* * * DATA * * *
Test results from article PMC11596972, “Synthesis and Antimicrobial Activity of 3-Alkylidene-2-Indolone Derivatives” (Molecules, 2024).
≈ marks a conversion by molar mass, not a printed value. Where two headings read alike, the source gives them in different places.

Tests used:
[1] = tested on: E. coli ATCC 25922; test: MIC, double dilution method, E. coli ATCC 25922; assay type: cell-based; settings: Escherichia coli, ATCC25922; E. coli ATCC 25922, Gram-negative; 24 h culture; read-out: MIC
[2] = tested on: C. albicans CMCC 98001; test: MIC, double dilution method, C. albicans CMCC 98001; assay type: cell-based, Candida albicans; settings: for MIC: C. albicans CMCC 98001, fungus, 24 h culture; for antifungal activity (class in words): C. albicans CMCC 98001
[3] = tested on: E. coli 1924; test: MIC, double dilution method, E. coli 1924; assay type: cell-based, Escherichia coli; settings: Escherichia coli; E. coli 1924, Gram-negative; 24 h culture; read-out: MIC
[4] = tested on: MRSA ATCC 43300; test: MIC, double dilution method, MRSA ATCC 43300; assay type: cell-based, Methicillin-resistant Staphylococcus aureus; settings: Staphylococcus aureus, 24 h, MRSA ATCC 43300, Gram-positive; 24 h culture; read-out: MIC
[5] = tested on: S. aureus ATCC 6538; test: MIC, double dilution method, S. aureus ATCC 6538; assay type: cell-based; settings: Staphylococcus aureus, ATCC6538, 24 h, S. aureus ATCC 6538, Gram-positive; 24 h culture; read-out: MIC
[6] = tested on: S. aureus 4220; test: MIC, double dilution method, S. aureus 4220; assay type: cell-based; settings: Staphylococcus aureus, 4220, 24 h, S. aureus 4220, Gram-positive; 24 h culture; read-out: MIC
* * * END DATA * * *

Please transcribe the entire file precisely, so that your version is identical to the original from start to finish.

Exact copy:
Test results from article PMC11596972, “Synthesis and Antimicrobial Activity of 3-Alkylidene-2-Indolone Derivatives” (Molecules, 2024).
≈ marks a conversion by molar mass, not a printed value. Where two headings read alike, the source gives them in different places.

Tests used:
[1] = tested on: E. coli ATCC 25922; test: MIC, double dilution method, E. coli ATCC 25922; assay type: cell-based; settings: Escherichia coli, ATCC25922; E. coli ATCC 25922, Gram-negative; 24 h culture; read-out: MIC
[2] = tested on: C. albicans CMCC 98001; test: MIC, double dilution method, C. albicans CMCC 98001; assay type: cell-based, Candida albicans; settings: for MIC: C. albicans CMCC 98001, fungus, 24 h culture; for antifungal activity (class in words): C. albicans CMCC 98001
[3] = tested on: E. coli 1924; test: MIC, double dilution method, E. coli 1924; assay type: cell-based, Escherichia coli; settings: Escherichia coli; E. coli 1924, Gram-negative; 24 h culture; read-out: MIC
[4] = tested on: MRSA ATCC 43300; test: MIC, double dilution method, MRSA ATCC 43300; assay type: cell-based, Methicillin-resistant Staphylococcus aureus; settings: Staphylococcus aureus, 24 h, MRSA ATCC 43300, Gram-positive; 24 h culture; read-out: MIC
[5] = tested on: S. aureus ATCC 6538; test: MIC, double dilution method, S. aureus ATCC 6538; assay type: cell-based; settings: Staphylococcus aureus, ATCC6538, 24 h, S. aureus ATCC 6538, Gram-positive; 24 h culture; read-out: MIC
[6] = tested on: S. aureus 4220; test: MIC, double dilution method, S. aureus 4220; assay type: cell-based; settings: Staphylococcus aureus, 4220, 24 h, S. aureus 4220, Gram-positive; 24 h culture; read-out: MIC